The San Diego Conquistadors (known as the San Diego Sails in their final, partial season), were an American Basketball Association (ABA) team based in San Diego. The "Q's", as they were popularly known, played from 1972 to 1975. As the Sails, they played an incomplete season only, beginning the 1975–1976 season but folding after only 11 games with 3 wins and 8 losses.
The franchise was founded by Leonard Bloom in 1972 as the ABA's first—and as it turned out, only—expansion team. The team was slated to play at the San Diego Sports Arena, but a feud between Bloom and Peter Graham, operator and lease-holder of the city-owned 14,400 seat arena, led Graham to lock the newborn team out of the facility for two years. Graham was reportedly upset about Bloom being awarded the ABA expansion team he had also sought. By the time the conflict was resolved in the fall of 1974, it was too late for a weakened franchise that had been forced to play, in the interim, at bandboxes Peterson Gymnasium (3,200 seats) on the campus of San Diego State University, and Golden Hall, a multipurpose facility in Downtown.
After reaching the 1973 ABA Playoffs in their inaugural season, the Q's seemingly pulled off a coup by paying center Wilt Chamberlain $600,000 to become their player-coach. But the Los Angeles Lakers sued to block their former star from playing for his new team. Relegated to a sideline role, Chamberlain was reduced to an indifferent, 7-foot-1-inch sideshow who once skipped a game in favor of an autograph session for his recently published autobiography. (His fill-in, on that and other occasions, was Stan Albeck, who later skippered the Chicago Bulls, San Antonio Spurs and New Jersey Nets of the NBA.) Nonetheless, the team again reached the postseason, bowing out in the first round, for the second year in a row, in the 1974 ABA Playoffs.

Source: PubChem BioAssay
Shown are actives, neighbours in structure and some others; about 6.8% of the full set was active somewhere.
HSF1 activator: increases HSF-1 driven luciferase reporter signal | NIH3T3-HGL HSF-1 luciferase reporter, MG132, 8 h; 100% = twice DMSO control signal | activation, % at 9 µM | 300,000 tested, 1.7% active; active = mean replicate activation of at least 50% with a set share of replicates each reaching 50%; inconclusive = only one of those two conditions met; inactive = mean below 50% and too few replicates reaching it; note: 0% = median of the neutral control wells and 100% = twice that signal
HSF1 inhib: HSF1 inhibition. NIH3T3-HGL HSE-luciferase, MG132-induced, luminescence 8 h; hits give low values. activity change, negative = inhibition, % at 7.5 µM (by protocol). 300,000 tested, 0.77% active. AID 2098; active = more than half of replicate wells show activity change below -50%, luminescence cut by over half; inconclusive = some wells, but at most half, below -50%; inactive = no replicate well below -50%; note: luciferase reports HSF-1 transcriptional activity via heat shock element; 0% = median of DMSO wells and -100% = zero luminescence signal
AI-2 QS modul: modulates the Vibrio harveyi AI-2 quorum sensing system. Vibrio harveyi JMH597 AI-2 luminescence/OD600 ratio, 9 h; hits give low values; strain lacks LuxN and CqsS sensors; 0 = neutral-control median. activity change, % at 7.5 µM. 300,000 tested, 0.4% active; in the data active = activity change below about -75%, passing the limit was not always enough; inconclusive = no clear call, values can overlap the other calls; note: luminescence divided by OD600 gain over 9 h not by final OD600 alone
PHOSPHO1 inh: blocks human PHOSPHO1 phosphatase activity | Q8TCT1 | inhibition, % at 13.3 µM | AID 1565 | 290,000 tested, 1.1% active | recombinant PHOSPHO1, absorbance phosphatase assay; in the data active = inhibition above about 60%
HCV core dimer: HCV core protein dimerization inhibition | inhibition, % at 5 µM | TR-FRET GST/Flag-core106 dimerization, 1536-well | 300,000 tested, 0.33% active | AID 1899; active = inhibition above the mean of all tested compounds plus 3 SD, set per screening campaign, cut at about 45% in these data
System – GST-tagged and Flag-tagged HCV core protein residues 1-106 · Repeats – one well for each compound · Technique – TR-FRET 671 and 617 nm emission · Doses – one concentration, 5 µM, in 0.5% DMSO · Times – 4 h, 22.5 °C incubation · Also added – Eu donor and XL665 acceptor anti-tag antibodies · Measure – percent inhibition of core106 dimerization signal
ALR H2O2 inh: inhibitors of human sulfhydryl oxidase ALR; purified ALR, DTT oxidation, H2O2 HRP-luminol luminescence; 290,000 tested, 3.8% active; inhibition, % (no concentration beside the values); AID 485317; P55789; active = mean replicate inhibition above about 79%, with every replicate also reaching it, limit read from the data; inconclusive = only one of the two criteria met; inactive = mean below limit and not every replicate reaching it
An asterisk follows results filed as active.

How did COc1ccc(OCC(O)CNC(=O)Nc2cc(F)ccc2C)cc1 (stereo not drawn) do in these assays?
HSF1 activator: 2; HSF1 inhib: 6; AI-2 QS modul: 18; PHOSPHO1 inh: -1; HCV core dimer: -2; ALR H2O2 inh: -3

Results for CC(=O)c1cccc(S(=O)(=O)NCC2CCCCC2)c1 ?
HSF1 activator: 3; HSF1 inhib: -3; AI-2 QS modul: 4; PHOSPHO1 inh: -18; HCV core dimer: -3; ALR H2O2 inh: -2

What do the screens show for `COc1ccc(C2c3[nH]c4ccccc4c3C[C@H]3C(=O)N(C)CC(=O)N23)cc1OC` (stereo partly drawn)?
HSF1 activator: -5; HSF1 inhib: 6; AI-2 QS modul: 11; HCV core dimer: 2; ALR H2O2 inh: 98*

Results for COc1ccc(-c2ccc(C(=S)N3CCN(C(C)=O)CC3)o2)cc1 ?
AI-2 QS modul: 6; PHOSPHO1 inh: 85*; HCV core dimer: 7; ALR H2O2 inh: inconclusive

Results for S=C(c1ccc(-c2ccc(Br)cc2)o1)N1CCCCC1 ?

The season, however, was overshadowed by the arena situation. Frustrated with his inability to get a lease for the Sports Arena, Bloom announced plans for a 20,000-seat arena in Chula Vista. However, a referendum on the arena, held just after the season started, failed by only 294 votes. League officials then ordered Bloom to take preliminary steps toward moving to Los Angeles, in hopes of returning to a market abandoned by the Utah Stars four years earlier.